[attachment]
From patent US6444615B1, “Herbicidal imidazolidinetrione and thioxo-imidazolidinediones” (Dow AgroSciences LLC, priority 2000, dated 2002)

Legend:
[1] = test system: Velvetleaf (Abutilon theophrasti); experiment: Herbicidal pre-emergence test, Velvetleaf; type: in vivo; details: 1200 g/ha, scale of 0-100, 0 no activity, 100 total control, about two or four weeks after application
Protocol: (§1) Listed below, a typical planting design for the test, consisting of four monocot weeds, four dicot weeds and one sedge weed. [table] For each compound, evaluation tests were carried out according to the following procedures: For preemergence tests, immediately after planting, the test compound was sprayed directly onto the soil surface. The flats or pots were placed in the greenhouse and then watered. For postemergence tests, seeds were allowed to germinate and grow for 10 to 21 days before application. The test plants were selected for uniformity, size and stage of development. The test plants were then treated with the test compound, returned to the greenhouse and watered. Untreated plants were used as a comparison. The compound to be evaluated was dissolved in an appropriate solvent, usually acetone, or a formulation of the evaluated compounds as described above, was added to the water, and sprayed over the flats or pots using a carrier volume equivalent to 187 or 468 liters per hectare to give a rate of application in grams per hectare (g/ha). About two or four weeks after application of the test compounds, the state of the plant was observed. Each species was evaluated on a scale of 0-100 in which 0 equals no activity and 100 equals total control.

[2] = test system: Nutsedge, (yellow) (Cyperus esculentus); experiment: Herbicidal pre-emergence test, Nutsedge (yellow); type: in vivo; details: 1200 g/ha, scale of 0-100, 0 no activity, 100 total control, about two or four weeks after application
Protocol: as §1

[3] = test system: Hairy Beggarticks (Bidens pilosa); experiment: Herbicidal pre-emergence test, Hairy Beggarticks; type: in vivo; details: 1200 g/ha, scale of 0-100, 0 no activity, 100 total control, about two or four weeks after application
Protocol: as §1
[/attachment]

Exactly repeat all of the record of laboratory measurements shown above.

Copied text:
From patent US6444615B1, “Herbicidal imidazolidinetrione and thioxo-imidazolidinediones” (Dow AgroSciences LLC, priority 2000, dated 2002)

Legend:
[1] = test system: Velvetleaf (Abutilon theophrasti); experiment: Herbicidal pre-emergence test, Velvetleaf; type: in vivo; details: 1200 g/ha, scale of 0-100, 0 no activity, 100 total control, about two or four weeks after application
Protocol: (§1) Listed below, a typical planting design for the test, consisting of four monocot weeds, four dicot weeds and one sedge weed. [table] For each compound, evaluation tests were carried out according to the following procedures: For preemergence tests, immediately after planting, the test compound was sprayed directly onto the soil surface. The flats or pots were placed in the greenhouse and then watered. For postemergence tests, seeds were allowed to germinate and grow for 10 to 21 days before application. The test plants were selected for uniformity, size and stage of development. The test plants were then treated with the test compound, returned to the greenhouse and watered. Untreated plants were used as a comparison. The compound to be evaluated was dissolved in an appropriate solvent, usually acetone, or a formulation of the evaluated compounds as described above, was added to the water, and sprayed over the flats or pots using a carrier volume equivalent to 187 or 468 liters per hectare to give a rate of application in grams per hectare (g/ha). About two or four weeks after application of the test compounds, the state of the plant was observed. Each species was evaluated on a scale of 0-100 in which 0 equals no activity and 100 equals total control.

[2] = test system: Nutsedge, (yellow) (Cyperus esculentus); experiment: Herbicidal pre-emergence test, Nutsedge (yellow); type: in vivo; details: 1200 g/ha, scale of 0-100, 0 no activity, 100 total control, about two or four weeks after application
Protocol: as §1

[3] = test system: Hairy Beggarticks (Bidens pilosa); experiment: Herbicidal pre-emergence test, Hairy Beggarticks; type: in vivo; details: 1200 g/ha, scale of 0-100, 0 no activity, 100 total control, about two or four weeks after application
Protocol: as §1